3 Testing: The Bridge to Success for the New Science and Technology Strategy
Chedister, Robert W., McNair Papers
The Department of Defense (DOD) began a new strategy in 1992 for exploiting technology by focusing on Advanced Technology Demonstrations (ATD) to prove military utility and technological maturity before beginning new weapon system development programs. DOD test personnel are key supports for bridging the gaps between new technologies and military utility in the recommended actions.
In early 1992, the Director of Defense Research and Engineering (DDR&E) embarked on a new Defense Science and Technology Strategy. (1) The new strategy seeks to exploit new technologies by focusing DOD efforts along specific thrust areas and by demonstrating the military utility and maturity of new technologies before they enter the formal DOD acquisition process. A central tenet of this new strategy is the use of ATDs to assess military utility and technological maturity before proceeding into development and procurement. How DOD test organizations and test personnel can help bridge the gap between proposed new technologies and demonstrations of military utility with ATDs is the question answered in this chapter.
Test and Evaluation in the New Strategy
Test and evaluation (T&E) in defense system development and acquisition is structured to give decisionmakers data and analysis to help them manage the cost, schedule, and performance risks involved in developing a new weapon system. Test and evaluation is a technical management tool for measuring a system's progress on its journey from design board into users' hands. (2) When a new system is being developed, it is tested and evaluated against design specifications to insure that it can do what it is supposed to do. This is the "developmental test and evaluation" (DT&E) phase of a program. Subsequently, when the system is evaluated against users' needs, the process is called "operational test and evaluation"(OT&E). DT&E is generally considered more objective than OT&E. (3)
The new S&T strategy capitalizes on new information technology to involve the users, or warfighters, early in the process of developing technology with military uses. The new strategy focuses DOD S&T efforts along specific thrust areas of most pressing military needs. The strategy also employs ATDs to show that new technologies are mature enough to be included in future weapon systems. These ATDs allow national decisionmakers to reduce the technological risks involved in weapon development programs and give users an early assessment of a proposed system's military utility. (4) Testers are the bridge between users and technologists or scientists when a new technology is proposed for military use.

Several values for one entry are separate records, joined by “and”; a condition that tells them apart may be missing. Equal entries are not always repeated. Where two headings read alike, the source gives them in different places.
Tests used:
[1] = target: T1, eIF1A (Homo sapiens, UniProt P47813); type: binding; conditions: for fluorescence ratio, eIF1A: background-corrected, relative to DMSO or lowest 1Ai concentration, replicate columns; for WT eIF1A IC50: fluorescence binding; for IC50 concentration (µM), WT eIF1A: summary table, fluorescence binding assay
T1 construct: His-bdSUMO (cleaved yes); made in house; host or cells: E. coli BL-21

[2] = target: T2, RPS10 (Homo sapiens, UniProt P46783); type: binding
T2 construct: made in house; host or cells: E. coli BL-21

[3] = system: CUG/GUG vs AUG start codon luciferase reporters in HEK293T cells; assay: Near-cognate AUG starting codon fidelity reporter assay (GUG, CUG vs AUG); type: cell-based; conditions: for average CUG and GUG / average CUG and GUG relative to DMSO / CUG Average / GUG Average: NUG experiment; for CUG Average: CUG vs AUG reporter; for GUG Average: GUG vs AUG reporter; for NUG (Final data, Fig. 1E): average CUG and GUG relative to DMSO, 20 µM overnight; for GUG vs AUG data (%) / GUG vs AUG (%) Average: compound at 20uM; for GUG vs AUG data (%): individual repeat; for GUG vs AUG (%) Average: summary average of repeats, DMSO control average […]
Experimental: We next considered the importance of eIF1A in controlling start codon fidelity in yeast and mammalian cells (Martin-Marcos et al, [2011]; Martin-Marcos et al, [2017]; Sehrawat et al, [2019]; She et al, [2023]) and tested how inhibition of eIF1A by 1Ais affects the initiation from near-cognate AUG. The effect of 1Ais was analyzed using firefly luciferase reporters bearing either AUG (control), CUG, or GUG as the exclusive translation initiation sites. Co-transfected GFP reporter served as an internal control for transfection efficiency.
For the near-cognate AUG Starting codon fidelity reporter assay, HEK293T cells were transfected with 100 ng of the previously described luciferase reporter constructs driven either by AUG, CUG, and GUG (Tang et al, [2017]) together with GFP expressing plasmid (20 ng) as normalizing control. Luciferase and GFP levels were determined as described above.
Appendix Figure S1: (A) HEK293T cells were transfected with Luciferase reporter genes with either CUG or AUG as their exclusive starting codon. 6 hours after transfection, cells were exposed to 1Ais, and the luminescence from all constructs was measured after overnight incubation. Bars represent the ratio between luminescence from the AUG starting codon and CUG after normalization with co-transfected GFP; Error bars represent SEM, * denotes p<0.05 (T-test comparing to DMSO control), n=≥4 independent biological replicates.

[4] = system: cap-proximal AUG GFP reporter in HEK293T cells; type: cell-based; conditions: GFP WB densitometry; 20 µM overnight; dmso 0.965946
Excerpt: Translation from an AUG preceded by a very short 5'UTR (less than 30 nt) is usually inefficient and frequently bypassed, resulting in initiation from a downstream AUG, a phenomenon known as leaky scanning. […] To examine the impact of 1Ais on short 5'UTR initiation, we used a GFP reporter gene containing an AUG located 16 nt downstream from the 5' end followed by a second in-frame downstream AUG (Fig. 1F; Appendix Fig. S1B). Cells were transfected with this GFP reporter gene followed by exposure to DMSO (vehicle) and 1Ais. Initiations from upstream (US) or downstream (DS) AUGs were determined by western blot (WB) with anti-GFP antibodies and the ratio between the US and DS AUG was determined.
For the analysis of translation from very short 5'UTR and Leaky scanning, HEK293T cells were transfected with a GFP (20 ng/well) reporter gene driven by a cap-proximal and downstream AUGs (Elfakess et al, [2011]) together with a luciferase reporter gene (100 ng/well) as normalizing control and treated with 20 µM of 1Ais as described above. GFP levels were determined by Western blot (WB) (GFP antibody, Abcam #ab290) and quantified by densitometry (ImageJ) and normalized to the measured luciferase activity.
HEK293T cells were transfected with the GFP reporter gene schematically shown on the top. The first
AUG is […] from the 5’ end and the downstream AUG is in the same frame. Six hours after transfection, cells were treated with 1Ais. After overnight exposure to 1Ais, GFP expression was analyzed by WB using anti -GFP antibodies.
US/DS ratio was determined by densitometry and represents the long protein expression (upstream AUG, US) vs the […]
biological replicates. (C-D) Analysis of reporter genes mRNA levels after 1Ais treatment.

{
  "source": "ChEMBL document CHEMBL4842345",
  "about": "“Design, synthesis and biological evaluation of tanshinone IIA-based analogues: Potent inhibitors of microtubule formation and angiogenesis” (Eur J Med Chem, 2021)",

By design, the new S&T strategy has been separated from existing acquisition processes and controls. S&T efforts will be headed by DDR&E Thrust Leaders and Technologists, while acquisition efforts follow a separate chain of command and line of oversight. This separation will likely increase the distance between technology and end-user.
The new strategy suggests that technology may become the main determinant in the U.S. defense strategy-making process. This suggests that a new technology must be thoroughly understood and its performance capabilities demonstrated, before its inclusion in a new weapon system. The emphasis will no longer be on the urgency for capability, but on proving utility and demonstrating technological maturity. Test communities are major players in demonstrating military utility and technological maturity. Hence, they will be called upon to help establish the links between technological possibilities and military requirements by pushing technology through these demonstrations. Five things can be done to enhance testing efficiency: let test organizations run ATD programs; get testers to streamline and accept more test risk; form ATD teams as …
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Publication information: Article title: 3 Testing: The Bridge to Success for the New Science and Technology Strategy. Contributors: Chedister, Robert W. - Author. Journal title: McNair Papers. Issue: 20-22 Publication date: August 1993. Page number: 29. © Not available. COPYRIGHT 1993 Gale Group.
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